Erkennungsmarke (Identity Disc)
The Erkennungsmarke (Identity Disc) had a long history in the German Army; being first adopted during the 1870-71 war between Prussia and France. One gentleman with many sons serving in the Army noted that since dogs in the city of Berlin were tagged, it would be a good idea to do the same for soldiers. Wilhelm I did not like the idea of his men being compared to dogs, but he adopted the system anyway. By 1914, the Erkennungsmarke was oval shaped and made of Zinc. It had a multitude of information on it to identify the wearer.
Each member should wear the disc suspended by a twisted black and white cord, or in the Brustbeutel, a leather bag with a neck cord. Veterans have indicated that an alternate method that was used was to attach the Erkennungsmarke to the trouser's suspenders. The unit issues this item to new members.
There were three main patterns of identity disks issued during the war. The earliest type is a single oval disk measuring 2" x 1½" that contained the wearer's unit, company, and his individual number within his company.
1914 Pattern Identity Disk (Second pattern)
The second pattern of identity disk was introduced in September of 1915. It was also oval and measured 2¾" x 2".
When the Soldat joins a depot unit, the following information would be stamped to the upper portion of the disk:
- Christian name and surname
- Last residence (in large towns, the street and number is added)
- Date of birth
- Depot unit
- Company, squadron or battery (at the depot)
- Regimental number (at the depot)
Once the soldier was drafted to a unit in the field, the following information would be added to the lower portion of the tag:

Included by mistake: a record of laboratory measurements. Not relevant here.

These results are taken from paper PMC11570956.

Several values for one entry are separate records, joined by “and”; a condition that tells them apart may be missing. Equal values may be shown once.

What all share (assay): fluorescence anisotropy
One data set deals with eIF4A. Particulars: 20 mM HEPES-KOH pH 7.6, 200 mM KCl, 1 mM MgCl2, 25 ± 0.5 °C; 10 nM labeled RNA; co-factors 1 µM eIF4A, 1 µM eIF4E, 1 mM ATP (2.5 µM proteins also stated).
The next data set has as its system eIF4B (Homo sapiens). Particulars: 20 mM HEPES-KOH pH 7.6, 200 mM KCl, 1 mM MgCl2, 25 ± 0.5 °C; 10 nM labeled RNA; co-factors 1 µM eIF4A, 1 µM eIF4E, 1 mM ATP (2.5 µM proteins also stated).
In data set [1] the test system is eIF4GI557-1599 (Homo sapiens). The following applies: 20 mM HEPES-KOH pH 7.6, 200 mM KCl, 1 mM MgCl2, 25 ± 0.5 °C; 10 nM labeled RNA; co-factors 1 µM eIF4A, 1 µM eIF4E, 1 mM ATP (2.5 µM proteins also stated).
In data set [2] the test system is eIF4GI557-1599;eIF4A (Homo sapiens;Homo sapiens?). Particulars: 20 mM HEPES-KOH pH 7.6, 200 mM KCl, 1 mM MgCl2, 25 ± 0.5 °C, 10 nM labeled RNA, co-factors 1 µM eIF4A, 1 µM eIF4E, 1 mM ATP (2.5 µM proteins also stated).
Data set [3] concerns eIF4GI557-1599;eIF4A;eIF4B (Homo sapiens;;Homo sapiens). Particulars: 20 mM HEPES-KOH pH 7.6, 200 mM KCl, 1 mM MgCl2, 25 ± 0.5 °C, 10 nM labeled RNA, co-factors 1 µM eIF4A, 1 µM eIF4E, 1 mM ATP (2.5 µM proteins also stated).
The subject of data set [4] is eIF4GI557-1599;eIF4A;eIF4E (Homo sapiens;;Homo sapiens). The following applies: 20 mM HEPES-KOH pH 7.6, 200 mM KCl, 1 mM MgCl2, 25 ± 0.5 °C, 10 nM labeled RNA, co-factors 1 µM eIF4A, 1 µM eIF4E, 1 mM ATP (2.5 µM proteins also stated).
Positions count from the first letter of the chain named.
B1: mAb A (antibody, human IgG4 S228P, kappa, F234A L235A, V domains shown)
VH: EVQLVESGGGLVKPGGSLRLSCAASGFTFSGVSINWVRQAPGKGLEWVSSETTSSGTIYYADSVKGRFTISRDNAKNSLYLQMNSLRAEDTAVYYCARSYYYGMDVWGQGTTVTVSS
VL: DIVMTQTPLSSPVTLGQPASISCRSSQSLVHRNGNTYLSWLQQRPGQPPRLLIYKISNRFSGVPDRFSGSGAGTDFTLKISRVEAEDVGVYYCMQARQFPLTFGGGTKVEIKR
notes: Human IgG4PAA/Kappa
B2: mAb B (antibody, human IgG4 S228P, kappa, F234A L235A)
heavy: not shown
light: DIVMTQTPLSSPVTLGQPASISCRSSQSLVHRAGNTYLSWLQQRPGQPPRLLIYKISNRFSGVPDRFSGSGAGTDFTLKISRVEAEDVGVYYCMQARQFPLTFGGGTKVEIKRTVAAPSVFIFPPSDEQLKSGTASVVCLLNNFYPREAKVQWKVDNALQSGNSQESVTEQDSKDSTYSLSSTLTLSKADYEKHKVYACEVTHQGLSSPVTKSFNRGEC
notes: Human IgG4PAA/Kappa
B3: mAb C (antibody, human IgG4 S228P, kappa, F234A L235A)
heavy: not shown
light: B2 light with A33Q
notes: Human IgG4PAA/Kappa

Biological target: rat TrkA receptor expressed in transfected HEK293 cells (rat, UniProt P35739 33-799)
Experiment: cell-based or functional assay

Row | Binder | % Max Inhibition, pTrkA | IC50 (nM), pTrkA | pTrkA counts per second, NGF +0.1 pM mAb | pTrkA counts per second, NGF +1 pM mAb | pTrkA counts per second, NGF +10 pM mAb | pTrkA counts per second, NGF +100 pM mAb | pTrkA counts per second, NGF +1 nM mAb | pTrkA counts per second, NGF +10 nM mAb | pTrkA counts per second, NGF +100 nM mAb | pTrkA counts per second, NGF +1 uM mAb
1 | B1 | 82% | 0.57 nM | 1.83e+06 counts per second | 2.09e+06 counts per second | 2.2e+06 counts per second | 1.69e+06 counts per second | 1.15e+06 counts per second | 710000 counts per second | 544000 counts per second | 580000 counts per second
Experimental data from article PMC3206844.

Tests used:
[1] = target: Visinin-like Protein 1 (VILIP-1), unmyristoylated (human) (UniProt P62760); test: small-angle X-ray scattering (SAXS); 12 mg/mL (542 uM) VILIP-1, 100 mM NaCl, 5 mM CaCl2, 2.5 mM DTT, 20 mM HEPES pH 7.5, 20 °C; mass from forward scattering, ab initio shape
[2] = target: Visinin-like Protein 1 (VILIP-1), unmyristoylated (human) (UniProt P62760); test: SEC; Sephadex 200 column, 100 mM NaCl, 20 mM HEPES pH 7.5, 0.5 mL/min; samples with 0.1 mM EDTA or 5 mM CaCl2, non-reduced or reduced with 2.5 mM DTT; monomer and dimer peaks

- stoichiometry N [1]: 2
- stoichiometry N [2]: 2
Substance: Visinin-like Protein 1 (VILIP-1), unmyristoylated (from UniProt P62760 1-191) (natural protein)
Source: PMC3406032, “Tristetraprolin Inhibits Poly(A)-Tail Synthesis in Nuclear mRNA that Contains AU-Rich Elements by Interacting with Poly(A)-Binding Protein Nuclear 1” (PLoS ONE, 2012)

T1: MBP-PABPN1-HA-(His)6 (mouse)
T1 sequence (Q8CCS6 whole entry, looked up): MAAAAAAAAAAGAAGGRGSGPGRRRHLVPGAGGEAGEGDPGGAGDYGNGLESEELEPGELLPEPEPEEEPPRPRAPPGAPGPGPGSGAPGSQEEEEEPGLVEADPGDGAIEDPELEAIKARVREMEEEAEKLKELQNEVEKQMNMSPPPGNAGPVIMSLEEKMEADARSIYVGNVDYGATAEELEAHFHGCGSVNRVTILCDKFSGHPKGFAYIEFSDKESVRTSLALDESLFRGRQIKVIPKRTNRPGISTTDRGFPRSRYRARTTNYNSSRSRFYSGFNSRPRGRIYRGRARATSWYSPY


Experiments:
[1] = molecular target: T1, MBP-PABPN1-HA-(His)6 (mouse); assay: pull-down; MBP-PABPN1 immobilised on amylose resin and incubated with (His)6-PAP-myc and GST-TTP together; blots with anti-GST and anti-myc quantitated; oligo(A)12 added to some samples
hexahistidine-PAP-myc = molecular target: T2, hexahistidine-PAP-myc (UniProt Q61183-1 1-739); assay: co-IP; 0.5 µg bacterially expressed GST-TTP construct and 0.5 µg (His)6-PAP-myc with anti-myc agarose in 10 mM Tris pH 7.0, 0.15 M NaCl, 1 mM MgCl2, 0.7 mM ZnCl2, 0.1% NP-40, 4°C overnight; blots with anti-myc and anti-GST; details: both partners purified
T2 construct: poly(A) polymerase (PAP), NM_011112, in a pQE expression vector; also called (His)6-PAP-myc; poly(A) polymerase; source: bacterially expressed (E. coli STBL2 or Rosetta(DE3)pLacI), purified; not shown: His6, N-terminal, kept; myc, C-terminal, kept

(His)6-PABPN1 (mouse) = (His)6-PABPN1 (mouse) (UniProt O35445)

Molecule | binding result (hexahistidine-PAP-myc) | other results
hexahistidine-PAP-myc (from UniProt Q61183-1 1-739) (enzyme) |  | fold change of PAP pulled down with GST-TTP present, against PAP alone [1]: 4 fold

- Company, squadron or battery
- Regimental number (in his company)
The depot unit information would not be struck out.
When a Soldat is transferred from one unit in the field to another, the markings of the old unit would be struck out and the new unit information added.
1915 Pattern Identity Disk (Third Pattern)
In November of 1916, the third pattern of identity disk was introduced. This pattern was similar to the second pattern in size and shape, but the addition of perforated line across the center divided the disk into an upper and lower portion. The same information found on the second pattern was also entered on the new pattern, on both the upper and lower portions, and when space was needed, on the back in both the upper and lower portions. When a Soldat was killed, the two halves (bearing the identical information) were broken in half. One half remained with the Soldat while the second was sent back to headquarters.
Handbook of the German Army 1918, The Imperial War Museum and The Battery Press, Inc., 1996, p. 153-154.